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WHAT TO DO WITH YOUR LIFE IF YOU'RE NOT GOING TO COLLEGE OTHER THAN WORKING IN A SMALL RETAIL BUSINESS?

I mainly see people work in retail, and that's good but just not for me. I've been thinking about if college is right for me, and it's still undecided. But when I come to a decision, if I decide to NOT go to college what to do ? A job of course, but is there anything other than retail that'll allow someone like me to work for them?

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Subject: Career question for you

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John’s Answer

Shyann most people think they need a college degree to get into a good career. Even though college is a great option for some, it's not for everyone. So if you're looking for a job that doesn't require a degree, there are a lot of options out there.

ALTERNATIVES TO A COLLEGE DEGREE
TRADE SCHOOLS • Trade schools have tons of options for certification across different trade industries, including common trades like construction, manufacturing, and health care. You can also finish a certification program much faster than a 4-year degree program. Since you can finish trade school and get certified in a year or less, this career track makes an excellent alternative to a college degree. Another advantage of choosing a trade certification is tuition is usually cheaper. A lot of colleges have higher tuition rates than trade schools, so if you're looking to save some money, a certification course is worth looking at. Getting into a trade or vocation can also give you opportunities to join a worker or trade union, which also has special benefits for members.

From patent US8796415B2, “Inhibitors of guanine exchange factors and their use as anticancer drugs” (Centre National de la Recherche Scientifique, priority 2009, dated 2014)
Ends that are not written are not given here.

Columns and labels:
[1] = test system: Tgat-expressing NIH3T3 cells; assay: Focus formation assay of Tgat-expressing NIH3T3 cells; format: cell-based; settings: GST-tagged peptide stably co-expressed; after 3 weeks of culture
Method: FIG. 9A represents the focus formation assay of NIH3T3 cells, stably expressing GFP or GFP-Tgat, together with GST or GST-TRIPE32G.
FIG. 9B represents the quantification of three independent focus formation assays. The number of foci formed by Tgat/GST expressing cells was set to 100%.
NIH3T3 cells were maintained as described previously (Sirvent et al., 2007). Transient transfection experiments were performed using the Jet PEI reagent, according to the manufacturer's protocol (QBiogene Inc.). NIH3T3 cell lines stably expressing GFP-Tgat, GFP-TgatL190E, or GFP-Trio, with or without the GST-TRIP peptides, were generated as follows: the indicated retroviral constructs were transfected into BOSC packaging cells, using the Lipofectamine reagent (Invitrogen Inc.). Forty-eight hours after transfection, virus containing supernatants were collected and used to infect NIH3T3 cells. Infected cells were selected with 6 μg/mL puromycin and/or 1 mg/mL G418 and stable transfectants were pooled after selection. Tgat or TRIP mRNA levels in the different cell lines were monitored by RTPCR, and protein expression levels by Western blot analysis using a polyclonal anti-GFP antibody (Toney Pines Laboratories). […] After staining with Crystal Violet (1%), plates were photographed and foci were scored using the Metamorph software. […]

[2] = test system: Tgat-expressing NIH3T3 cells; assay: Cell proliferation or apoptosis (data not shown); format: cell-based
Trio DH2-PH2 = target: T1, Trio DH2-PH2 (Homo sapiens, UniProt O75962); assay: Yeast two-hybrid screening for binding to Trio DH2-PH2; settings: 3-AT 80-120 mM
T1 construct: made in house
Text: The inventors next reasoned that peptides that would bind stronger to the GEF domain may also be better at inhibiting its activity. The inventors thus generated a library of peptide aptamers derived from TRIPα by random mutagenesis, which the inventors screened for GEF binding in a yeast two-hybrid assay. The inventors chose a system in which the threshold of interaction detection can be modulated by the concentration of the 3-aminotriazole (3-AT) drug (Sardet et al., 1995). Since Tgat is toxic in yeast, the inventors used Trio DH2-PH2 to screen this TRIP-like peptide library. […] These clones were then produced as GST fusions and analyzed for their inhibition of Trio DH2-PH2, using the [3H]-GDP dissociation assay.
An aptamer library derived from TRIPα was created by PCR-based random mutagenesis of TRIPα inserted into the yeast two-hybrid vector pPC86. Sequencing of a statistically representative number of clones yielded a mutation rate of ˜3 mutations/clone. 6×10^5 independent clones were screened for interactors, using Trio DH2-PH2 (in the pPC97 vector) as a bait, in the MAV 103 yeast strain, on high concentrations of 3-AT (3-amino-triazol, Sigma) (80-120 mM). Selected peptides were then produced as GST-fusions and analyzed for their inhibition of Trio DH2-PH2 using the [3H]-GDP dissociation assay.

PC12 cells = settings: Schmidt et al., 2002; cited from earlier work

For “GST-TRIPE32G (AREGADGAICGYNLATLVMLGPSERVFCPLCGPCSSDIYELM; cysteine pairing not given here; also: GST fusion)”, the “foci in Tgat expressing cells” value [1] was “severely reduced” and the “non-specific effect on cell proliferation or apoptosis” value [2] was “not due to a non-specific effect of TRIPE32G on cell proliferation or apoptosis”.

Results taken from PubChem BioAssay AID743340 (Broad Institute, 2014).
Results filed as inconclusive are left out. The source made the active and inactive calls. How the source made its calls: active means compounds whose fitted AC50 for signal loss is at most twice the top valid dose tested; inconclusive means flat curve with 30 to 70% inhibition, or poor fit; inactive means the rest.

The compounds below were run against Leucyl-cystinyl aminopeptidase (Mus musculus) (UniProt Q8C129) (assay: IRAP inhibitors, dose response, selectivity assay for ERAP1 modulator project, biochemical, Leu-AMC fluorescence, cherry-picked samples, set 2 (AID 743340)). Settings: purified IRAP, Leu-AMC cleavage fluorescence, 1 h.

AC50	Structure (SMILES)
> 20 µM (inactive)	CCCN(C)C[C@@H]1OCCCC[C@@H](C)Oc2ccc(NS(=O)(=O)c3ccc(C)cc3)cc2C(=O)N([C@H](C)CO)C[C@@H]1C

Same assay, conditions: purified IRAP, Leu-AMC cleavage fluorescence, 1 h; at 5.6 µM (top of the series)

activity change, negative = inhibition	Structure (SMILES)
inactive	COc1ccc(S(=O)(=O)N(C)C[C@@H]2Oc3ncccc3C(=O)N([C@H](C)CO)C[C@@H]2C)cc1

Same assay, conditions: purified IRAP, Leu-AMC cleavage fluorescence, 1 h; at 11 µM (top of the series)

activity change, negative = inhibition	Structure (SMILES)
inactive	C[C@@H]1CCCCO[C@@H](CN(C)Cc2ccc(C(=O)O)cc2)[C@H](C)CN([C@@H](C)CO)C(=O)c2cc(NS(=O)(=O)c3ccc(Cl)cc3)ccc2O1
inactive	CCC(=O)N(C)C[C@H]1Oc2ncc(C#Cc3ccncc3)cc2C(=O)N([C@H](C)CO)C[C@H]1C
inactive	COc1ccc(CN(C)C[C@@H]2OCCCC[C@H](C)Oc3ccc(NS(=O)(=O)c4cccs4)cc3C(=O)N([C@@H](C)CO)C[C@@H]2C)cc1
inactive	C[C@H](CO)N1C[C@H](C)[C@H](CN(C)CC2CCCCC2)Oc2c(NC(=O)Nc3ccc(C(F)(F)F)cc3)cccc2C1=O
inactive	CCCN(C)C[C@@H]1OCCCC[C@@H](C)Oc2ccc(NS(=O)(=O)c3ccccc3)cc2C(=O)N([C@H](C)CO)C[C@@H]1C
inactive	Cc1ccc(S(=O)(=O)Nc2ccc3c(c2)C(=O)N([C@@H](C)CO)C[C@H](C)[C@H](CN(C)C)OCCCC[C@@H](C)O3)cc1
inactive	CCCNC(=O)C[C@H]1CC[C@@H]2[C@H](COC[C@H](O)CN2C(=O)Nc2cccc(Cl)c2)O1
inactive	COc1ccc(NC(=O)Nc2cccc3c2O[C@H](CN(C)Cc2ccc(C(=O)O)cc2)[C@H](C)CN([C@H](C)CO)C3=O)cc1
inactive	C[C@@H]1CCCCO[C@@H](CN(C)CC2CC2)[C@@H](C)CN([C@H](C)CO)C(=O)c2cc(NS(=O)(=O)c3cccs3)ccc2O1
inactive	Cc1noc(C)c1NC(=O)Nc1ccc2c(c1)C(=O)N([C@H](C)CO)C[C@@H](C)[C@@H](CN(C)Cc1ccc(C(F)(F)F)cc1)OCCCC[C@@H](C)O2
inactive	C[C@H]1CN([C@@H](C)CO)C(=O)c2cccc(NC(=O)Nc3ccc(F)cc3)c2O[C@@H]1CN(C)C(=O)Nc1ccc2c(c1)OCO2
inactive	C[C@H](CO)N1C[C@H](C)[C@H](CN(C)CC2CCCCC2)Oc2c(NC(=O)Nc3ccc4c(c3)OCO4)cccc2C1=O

INTERNSHIPS • Another option is to do an internship. Internships are programs where you can gain real-world skills and experiences. These programs often model actual careers. An engineering intern, for example, will usually work alongside a supervising engineer, learning the skills and techniques of the profession. Some internships are even paid and can also lead to a job offer down the road.

APPRENTICESHIP • Apprenticeships are similar to internships, where you learn what it's like to work in a specific job. Apprenticeships usually involve shadowing a professional, which is how you learn about the career. An electrician might take on an apprentice, and many labor trades have apprenticeships for new professionals. If you're interested in one of the trades, like plumbing, electrical engineering, or automotive mechanics, working as an apprentice might even be a requirement for advancing.

Hope this was helpful Shyann
Thank you comment icon Thank You Lilly. Alone we can do so little; together we can do so much. John Frick
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Lilly’s Answer

Yes! There is so much more out there than you think. Sometimes you're working jobs with people who have a college degree and they really didn't need it for the job. Retail, small business, administrative work, food industry... I know other posts mention trade schools too. I like calling it technical college. It isn't traditional like a 4-year university and you jump into your classes faster. So this is good for something like nursing, hotel management, computer related work... Lots of opportunities! People nowadays are also self taught and can get jobs at large companies. Keep your head up! College isn't everything. Follow your heart.

Lilly recommends the following next steps:

Research local job boards for potential opportunities.
Look at local community/technical colleges and trade schools for any jobs you might be interested in.